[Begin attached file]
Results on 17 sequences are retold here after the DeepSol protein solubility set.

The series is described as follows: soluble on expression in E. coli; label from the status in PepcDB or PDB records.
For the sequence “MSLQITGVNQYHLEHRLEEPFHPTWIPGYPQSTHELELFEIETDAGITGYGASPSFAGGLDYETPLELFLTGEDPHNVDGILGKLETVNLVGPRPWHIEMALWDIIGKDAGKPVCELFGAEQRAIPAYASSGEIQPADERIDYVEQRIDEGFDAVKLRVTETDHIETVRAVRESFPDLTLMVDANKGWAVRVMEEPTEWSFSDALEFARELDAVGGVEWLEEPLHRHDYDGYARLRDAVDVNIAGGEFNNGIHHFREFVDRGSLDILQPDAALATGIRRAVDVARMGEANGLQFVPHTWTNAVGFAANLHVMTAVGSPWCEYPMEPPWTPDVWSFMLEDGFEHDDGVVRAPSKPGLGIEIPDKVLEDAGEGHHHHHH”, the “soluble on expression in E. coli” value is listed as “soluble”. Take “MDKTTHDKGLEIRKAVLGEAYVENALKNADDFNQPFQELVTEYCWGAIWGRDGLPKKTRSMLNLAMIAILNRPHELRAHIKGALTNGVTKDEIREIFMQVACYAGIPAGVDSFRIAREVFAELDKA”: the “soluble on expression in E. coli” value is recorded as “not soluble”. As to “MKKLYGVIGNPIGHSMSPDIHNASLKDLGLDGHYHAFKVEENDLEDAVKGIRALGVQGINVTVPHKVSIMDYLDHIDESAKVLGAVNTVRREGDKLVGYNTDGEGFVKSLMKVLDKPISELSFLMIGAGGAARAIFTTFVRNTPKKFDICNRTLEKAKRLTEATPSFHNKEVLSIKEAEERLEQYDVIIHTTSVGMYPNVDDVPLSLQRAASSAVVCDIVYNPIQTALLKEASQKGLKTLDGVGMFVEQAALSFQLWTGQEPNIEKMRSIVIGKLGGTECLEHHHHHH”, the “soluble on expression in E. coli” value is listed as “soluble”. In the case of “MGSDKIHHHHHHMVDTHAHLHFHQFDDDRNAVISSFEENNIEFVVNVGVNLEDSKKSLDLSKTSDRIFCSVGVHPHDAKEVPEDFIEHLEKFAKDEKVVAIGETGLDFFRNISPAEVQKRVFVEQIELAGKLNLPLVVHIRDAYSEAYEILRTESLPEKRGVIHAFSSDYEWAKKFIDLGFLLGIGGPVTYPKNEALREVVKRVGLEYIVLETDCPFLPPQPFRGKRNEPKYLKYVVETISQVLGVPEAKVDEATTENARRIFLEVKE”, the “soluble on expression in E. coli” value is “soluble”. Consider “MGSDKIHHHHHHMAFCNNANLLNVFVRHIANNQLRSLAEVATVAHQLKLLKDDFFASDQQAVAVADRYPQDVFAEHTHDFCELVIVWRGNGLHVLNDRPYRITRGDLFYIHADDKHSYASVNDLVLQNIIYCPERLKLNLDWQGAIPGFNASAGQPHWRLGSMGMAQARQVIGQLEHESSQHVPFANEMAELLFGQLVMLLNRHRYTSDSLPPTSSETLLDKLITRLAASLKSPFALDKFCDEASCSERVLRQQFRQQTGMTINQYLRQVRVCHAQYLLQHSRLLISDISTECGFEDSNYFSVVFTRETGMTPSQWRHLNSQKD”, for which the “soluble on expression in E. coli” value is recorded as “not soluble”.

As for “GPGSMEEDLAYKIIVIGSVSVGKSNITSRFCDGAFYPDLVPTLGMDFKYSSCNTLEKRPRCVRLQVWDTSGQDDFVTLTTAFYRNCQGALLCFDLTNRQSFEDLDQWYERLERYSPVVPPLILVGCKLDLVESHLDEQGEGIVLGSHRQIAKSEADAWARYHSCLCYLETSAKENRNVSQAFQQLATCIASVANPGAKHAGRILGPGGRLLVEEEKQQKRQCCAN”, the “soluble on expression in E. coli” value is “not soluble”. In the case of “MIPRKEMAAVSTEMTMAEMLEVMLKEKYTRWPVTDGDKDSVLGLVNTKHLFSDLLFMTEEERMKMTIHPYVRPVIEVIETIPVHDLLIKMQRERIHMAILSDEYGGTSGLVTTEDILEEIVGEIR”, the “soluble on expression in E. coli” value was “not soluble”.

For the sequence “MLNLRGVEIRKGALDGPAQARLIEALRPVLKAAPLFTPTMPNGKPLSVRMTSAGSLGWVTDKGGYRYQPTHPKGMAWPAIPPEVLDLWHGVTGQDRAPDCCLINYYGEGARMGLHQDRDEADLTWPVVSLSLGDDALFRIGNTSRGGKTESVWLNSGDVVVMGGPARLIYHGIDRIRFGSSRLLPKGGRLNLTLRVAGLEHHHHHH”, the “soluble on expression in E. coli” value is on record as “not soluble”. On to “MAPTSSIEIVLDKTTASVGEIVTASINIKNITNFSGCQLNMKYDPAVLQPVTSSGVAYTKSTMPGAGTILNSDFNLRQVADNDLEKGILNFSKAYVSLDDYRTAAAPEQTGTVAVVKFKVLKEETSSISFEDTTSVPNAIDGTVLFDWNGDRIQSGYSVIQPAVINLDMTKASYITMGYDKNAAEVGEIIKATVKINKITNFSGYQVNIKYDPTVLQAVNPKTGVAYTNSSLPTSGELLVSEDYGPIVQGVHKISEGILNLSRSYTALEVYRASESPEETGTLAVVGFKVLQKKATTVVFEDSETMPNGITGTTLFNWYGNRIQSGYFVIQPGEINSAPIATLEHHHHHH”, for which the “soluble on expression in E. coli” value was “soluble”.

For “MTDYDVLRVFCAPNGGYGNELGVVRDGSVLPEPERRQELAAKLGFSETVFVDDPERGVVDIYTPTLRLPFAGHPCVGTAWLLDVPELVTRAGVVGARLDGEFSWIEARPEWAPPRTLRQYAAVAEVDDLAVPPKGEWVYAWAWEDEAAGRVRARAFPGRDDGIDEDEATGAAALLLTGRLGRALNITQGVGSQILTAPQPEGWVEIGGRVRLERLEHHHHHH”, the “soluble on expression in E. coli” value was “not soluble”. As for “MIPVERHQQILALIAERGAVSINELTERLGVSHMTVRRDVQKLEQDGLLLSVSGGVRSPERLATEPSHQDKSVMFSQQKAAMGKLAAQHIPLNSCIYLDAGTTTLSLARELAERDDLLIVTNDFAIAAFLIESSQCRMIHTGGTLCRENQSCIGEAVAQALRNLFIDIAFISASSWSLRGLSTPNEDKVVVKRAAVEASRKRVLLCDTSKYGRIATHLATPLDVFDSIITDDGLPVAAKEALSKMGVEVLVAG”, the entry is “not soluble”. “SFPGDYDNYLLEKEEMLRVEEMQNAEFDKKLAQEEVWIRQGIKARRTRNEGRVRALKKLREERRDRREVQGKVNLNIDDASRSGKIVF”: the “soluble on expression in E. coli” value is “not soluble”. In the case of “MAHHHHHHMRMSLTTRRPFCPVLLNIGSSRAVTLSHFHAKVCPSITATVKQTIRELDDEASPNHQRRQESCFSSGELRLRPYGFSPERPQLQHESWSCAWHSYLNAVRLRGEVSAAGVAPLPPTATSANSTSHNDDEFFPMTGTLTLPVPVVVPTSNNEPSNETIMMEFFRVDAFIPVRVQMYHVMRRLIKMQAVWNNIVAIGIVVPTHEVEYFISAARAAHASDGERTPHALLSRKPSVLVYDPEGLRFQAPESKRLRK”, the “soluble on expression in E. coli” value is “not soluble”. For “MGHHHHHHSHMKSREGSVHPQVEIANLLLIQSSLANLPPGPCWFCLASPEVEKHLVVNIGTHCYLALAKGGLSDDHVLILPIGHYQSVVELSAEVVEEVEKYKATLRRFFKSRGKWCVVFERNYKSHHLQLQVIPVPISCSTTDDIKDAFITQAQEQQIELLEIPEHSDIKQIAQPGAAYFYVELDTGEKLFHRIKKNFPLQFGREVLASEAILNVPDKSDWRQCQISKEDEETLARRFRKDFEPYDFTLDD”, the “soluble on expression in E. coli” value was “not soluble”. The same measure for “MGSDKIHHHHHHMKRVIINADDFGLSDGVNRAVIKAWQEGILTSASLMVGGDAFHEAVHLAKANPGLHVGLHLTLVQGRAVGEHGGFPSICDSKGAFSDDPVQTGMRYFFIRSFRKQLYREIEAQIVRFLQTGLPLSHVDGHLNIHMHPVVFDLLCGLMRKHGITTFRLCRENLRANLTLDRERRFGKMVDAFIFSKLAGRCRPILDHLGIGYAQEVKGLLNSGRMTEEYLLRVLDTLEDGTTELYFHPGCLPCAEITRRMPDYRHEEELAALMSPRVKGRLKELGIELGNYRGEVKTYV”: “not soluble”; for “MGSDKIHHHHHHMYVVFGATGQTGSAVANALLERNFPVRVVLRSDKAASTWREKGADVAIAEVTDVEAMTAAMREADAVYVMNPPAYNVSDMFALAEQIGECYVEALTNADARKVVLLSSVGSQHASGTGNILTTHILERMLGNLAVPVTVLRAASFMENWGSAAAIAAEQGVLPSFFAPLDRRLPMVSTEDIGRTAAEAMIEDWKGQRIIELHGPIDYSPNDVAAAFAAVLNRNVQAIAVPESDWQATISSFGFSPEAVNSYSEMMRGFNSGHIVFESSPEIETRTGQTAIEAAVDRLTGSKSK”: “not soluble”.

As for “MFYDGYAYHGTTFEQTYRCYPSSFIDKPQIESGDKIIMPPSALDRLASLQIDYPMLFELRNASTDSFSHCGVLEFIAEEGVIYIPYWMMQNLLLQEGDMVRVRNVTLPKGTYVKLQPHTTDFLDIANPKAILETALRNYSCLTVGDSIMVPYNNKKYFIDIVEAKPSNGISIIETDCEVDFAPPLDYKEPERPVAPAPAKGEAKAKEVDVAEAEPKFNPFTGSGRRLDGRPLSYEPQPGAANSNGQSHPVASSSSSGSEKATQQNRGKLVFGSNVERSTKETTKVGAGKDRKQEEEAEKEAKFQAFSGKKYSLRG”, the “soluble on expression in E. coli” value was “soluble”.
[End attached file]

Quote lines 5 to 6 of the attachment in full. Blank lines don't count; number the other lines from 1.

For the sequence “MLNLRGVEIRKGALDGPAQARLIEALRPVLKAAPLFTPTMPNGKPLSVRMTSAGSLGWVTDKGGYRYQPTHPKGMAWPAIPPEVLDLWHGVTGQDRAPDCCLINYYGEGARMGLHQDRDEADLTWPVVSLSLGDDALFRIGNTSRGGKTESVWLNSGDVVVMGGPARLIYHGIDRIRFGSSRLLPKGGRLNLTLRVAGLEHHHHHH”, the “soluble on expression in E. coli” value is on record as “not soluble”. On to “MAPTSSIEIVLDKTTASVGEIVTASINIKNITNFSGCQLNMKYDPAVLQPVTSSGVAYTKSTMPGAGTILNSDFNLRQVADNDLEKGILNFSKAYVSLDDYRTAAAPEQTGTVAVVKFKVLKEETSSISFEDTTSVPNAIDGTVLFDWNGDRIQSGYSVIQPAVINLDMTKASYITMGYDKNAAEVGEIIKATVKINKITNFSGYQVNIKYDPTVLQAVNPKTGVAYTNSSLPTSGELLVSEDYGPIVQGVHKISEGILNLSRSYTALEVYRASESPEETGTLAVVGFKVLQKKATTVVFEDSETMPNGITGTTLFNWYGNRIQSGYFVIQPGEINSAPIATLEHHHHHH”, for which the “soluble on expression in E. coli” value was “soluble”.

For “MTDYDVLRVFCAPNGGYGNELGVVRDGSVLPEPERRQELAAKLGFSETVFVDDPERGVVDIYTPTLRLPFAGHPCVGTAWLLDVPELVTRAGVVGARLDGEFSWIEARPEWAPPRTLRQYAAVAEVDDLAVPPKGEWVYAWAWEDEAAGRVRARAFPGRDDGIDEDEATGAAALLLTGRLGRALNITQGVGSQILTAPQPEGWVEIGGRVRLERLEHHHHHH”, the “soluble on expression in E. coli” value was “not soluble”. As for “MIPVERHQQILALIAERGAVSINELTERLGVSHMTVRRDVQKLEQDGLLLSVSGGVRSPERLATEPSHQDKSVMFSQQKAAMGKLAAQHIPLNSCIYLDAGTTTLSLARELAERDDLLIVTNDFAIAAFLIESSQCRMIHTGGTLCRENQSCIGEAVAQALRNLFIDIAFISASSWSLRGLSTPNEDKVVVKRAAVEASRKRVLLCDTSKYGRIATHLATPLDVFDSIITDDGLPVAAKEALSKMGVEVLVAG”, the entry is “not soluble”. “SFPGDYDNYLLEKEEMLRVEEMQNAEFDKKLAQEEVWIRQGIKARRTRNEGRVRALKKLREERRDRREVQGKVNLNIDDASRSGKIVF”: the “soluble on expression in E. coli” value is “not soluble”. In the case of “MAHHHHHHMRMSLTTRRPFCPVLLNIGSSRAVTLSHFHAKVCPSITATVKQTIRELDDEASPNHQRRQESCFSSGELRLRPYGFSPERPQLQHESWSCAWHSYLNAVRLRGEVSAAGVAPLPPTATSANSTSHNDDEFFPMTGTLTLPVPVVVPTSNNEPSNETIMMEFFRVDAFIPVRVQMYHVMRRLIKMQAVWNNIVAIGIVVPTHEVEYFISAARAAHASDGERTPHALLSRKPSVLVYDPEGLRFQAPESKRLRK”, the “soluble on expression in E. coli” value is “not soluble”. For “MGHHHHHHSHMKSREGSVHPQVEIANLLLIQSSLANLPPGPCWFCLASPEVEKHLVVNIGTHCYLALAKGGLSDDHVLILPIGHYQSVVELSAEVVEEVEKYKATLRRFFKSRGKWCVVFERNYKSHHLQLQVIPVPISCSTTDDIKDAFITQAQEQQIELLEIPEHSDIKQIAQPGAAYFYVELDTGEKLFHRIKKNFPLQFGREVLASEAILNVPDKSDWRQCQISKEDEETLARRFRKDFEPYDFTLDD”, the “soluble on expression in E. coli” value was “not soluble”. The same measure for “MGSDKIHHHHHHMKRVIINADDFGLSDGVNRAVIKAWQEGILTSASLMVGGDAFHEAVHLAKANPGLHVGLHLTLVQGRAVGEHGGFPSICDSKGAFSDDPVQTGMRYFFIRSFRKQLYREIEAQIVRFLQTGLPLSHVDGHLNIHMHPVVFDLLCGLMRKHGITTFRLCRENLRANLTLDRERRFGKMVDAFIFSKLAGRCRPILDHLGIGYAQEVKGLLNSGRMTEEYLLRVLDTLEDGTTELYFHPGCLPCAEITRRMPDYRHEEELAALMSPRVKGRLKELGIELGNYRGEVKTYV”: “not soluble”; for “MGSDKIHHHHHHMYVVFGATGQTGSAVANALLERNFPVRVVLRSDKAASTWREKGADVAIAEVTDVEAMTAAMREADAVYVMNPPAYNVSDMFALAEQIGECYVEALTNADARKVVLLSSVGSQHASGTGNILTTHILERMLGNLAVPVTVLRAASFMENWGSAAAIAAEQGVLPSFFAPLDRRLPMVSTEDIGRTAAEAMIEDWKGQRIIELHGPIDYSPNDVAAAFAAVLNRNVQAIAVPESDWQATISSFGFSPEAVNSYSEMMRGFNSGHIVFESSPEIETRTGQTAIEAAVDRLTGSKSK”: “not soluble”.